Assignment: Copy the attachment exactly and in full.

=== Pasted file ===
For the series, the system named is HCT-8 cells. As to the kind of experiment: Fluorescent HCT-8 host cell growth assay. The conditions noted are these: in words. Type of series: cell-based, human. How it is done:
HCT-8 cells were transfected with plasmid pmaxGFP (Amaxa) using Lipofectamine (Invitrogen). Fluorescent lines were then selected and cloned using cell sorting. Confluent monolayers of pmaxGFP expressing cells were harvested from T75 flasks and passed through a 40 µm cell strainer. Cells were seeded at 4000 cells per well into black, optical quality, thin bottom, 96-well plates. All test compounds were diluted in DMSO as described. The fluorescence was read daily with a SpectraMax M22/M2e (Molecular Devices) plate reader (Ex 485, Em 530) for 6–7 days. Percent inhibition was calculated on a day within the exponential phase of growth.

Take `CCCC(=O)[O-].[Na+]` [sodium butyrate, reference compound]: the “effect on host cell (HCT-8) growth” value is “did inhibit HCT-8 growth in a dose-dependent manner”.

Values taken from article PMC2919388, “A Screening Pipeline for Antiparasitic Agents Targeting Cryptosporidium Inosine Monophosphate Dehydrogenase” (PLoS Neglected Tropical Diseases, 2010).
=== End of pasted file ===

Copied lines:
For the series, the system named is HCT-8 cells. As to the kind of experiment: Fluorescent HCT-8 host cell growth assay. The conditions noted are these: in words. Type of series: cell-based, human. How it is done:
HCT-8 cells were transfected with plasmid pmaxGFP (Amaxa) using Lipofectamine (Invitrogen). Fluorescent lines were then selected and cloned using cell sorting. Confluent monolayers of pmaxGFP expressing cells were harvested from T75 flasks and passed through a 40 µm cell strainer. Cells were seeded at 4000 cells per well into black, optical quality, thin bottom, 96-well plates. All test compounds were diluted in DMSO as described. The fluorescence was read daily with a SpectraMax M22/M2e (Molecular Devices) plate reader (Ex 485, Em 530) for 6–7 days. Percent inhibition was calculated on a day within the exponential phase of growth.

Take `CCCC(=O)[O-].[Na+]` [sodium butyrate, reference compound]: the “effect on host cell (HCT-8) growth” value is “did inhibit HCT-8 growth in a dose-dependent manner”.

Values taken from article PMC2919388, “A Screening Pipeline for Antiparasitic Agents Targeting Cryptosporidium Inosine Monophosphate Dehydrogenase” (PLoS Neglected Tropical Diseases, 2010).